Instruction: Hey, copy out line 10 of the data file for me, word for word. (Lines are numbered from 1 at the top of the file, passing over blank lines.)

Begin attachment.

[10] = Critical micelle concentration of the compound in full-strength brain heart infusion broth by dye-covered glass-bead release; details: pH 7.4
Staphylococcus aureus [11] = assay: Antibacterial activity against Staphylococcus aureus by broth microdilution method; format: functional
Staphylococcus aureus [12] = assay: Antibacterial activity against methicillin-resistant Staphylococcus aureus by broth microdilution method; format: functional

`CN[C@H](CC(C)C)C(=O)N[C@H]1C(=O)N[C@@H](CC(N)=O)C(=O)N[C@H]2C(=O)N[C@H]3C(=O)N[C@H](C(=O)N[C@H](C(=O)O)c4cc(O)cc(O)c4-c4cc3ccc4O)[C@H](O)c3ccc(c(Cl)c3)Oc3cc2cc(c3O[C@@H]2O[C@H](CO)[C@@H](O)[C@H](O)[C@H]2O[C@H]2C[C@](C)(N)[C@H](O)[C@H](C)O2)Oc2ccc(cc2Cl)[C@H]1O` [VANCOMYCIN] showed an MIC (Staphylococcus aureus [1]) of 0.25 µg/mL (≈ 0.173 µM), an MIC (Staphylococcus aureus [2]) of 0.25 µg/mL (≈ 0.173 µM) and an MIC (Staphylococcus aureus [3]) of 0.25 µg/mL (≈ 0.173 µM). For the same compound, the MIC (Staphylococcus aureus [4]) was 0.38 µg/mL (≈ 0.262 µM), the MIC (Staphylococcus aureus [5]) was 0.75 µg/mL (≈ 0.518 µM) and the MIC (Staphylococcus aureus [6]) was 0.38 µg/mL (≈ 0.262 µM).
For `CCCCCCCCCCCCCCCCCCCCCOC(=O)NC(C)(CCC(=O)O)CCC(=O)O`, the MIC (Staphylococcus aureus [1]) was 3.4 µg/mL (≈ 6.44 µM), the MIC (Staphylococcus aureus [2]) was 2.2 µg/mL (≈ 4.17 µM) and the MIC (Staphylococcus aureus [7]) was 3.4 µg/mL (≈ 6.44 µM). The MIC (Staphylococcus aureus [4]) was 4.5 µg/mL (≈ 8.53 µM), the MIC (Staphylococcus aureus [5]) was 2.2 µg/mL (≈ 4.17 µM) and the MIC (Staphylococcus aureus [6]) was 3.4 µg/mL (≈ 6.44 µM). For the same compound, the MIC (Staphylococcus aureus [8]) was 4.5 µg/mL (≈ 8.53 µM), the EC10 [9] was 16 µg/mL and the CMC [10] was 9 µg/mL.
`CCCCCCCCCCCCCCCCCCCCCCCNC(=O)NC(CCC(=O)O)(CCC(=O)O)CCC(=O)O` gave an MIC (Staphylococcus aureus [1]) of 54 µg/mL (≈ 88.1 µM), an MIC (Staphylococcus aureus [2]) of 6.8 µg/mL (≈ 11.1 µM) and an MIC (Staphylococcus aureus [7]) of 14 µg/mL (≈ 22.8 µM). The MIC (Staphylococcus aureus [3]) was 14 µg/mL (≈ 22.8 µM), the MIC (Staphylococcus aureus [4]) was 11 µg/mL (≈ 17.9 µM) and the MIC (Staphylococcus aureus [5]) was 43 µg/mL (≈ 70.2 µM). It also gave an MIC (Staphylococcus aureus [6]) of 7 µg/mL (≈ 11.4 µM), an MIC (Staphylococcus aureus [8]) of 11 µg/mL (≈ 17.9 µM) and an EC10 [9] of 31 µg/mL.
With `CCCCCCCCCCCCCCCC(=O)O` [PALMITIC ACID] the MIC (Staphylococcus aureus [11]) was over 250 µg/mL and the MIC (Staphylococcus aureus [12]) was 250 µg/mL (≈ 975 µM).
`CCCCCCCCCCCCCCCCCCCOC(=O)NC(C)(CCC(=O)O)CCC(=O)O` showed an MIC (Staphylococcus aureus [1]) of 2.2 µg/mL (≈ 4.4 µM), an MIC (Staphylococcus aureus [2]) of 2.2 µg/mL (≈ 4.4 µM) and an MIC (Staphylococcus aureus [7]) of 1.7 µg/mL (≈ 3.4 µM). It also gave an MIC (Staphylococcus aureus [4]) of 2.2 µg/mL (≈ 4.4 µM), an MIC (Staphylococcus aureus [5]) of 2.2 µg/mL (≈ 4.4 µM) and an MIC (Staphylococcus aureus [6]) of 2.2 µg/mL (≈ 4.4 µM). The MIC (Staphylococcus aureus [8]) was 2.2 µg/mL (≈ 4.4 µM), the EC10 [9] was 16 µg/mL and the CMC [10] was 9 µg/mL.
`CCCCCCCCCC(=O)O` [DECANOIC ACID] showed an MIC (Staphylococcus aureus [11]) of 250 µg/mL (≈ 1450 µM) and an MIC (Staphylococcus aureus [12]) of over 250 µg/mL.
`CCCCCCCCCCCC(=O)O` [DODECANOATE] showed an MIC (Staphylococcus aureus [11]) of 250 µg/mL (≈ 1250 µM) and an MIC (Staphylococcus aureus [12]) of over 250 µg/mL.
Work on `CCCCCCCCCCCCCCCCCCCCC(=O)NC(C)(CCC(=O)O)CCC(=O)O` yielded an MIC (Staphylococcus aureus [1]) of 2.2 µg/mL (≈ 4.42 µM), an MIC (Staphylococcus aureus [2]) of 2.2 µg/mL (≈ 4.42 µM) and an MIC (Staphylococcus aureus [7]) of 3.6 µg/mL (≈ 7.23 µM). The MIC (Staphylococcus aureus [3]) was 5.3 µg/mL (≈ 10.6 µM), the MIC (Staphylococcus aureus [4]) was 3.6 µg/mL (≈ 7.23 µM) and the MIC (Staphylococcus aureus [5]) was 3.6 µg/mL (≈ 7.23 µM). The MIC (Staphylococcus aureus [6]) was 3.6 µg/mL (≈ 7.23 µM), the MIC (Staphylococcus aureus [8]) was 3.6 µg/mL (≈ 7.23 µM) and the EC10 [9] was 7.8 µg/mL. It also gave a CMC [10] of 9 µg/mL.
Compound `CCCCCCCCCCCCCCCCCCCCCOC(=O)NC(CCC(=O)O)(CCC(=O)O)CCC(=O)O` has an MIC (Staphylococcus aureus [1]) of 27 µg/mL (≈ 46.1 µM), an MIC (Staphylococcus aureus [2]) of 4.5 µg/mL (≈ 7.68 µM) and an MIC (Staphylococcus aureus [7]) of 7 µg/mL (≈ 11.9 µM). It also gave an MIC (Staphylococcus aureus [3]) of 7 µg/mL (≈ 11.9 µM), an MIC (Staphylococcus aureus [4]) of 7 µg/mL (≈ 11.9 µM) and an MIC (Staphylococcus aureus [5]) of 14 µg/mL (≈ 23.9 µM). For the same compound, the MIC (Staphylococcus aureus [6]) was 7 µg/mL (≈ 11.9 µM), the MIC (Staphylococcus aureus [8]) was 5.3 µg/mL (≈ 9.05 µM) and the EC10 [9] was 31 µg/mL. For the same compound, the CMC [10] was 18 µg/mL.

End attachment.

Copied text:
`CCCCCCCCCCCC(=O)O` [DODECANOATE] showed an MIC (Staphylococcus aureus [11]) of 250 µg/mL (≈ 1250 µM) and an MIC (Staphylococcus aureus [12]) of over 250 µg/mL.